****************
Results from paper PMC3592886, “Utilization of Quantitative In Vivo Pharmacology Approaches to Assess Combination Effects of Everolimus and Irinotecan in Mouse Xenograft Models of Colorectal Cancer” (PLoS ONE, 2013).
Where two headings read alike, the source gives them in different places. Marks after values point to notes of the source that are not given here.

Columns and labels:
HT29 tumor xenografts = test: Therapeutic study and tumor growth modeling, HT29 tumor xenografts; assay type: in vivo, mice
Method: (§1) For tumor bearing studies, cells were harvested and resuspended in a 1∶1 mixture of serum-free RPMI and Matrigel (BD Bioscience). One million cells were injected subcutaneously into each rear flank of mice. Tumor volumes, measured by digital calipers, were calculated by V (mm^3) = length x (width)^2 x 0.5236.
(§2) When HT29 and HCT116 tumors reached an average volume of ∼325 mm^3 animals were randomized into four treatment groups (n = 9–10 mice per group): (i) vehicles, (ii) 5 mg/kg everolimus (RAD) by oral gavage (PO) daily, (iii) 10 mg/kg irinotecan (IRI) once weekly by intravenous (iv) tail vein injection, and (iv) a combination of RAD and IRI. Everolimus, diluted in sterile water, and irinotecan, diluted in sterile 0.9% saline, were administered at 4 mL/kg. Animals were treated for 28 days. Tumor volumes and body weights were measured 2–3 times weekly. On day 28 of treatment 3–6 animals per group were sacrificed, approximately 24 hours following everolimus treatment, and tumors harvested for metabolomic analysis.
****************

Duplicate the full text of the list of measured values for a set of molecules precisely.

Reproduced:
Results from paper PMC3592886, “Utilization of Quantitative In Vivo Pharmacology Approaches to Assess Combination Effects of Everolimus and Irinotecan in Mouse Xenograft Models of Colorectal Cancer” (PLoS ONE, 2013).
Where two headings read alike, the source gives them in different places. Marks after values point to notes of the source that are not given here.

Columns and labels:
HT29 tumor xenografts = test: Therapeutic study and tumor growth modeling, HT29 tumor xenografts; assay type: in vivo, mice
Method: (§1) For tumor bearing studies, cells were harvested and resuspended in a 1∶1 mixture of serum-free RPMI and Matrigel (BD Bioscience). One million cells were injected subcutaneously into each rear flank of mice. Tumor volumes, measured by digital calipers, were calculated by V (mm^3) = length x (width)^2 x 0.5236.
(§2) When HT29 and HCT116 tumors reached an average volume of ∼325 mm^3 animals were randomized into four treatment groups (n = 9–10 mice per group): (i) vehicles, (ii) 5 mg/kg everolimus (RAD) by oral gavage (PO) daily, (iii) 10 mg/kg irinotecan (IRI) once weekly by intravenous (iv) tail vein injection, and (iv) a combination of RAD and IRI. Everolimus, diluted in sterile water, and irinotecan, diluted in sterile 0.9% saline, were administered at 4 mL/kg. Animals were treated for 28 days. Tumor volumes and body weights were measured 2–3 times weekly. On day 28 of treatment 3–6 animals per group were sacrificed, approximately 24 hours following everolimus treatment, and tumors harvested for metabolomic analysis.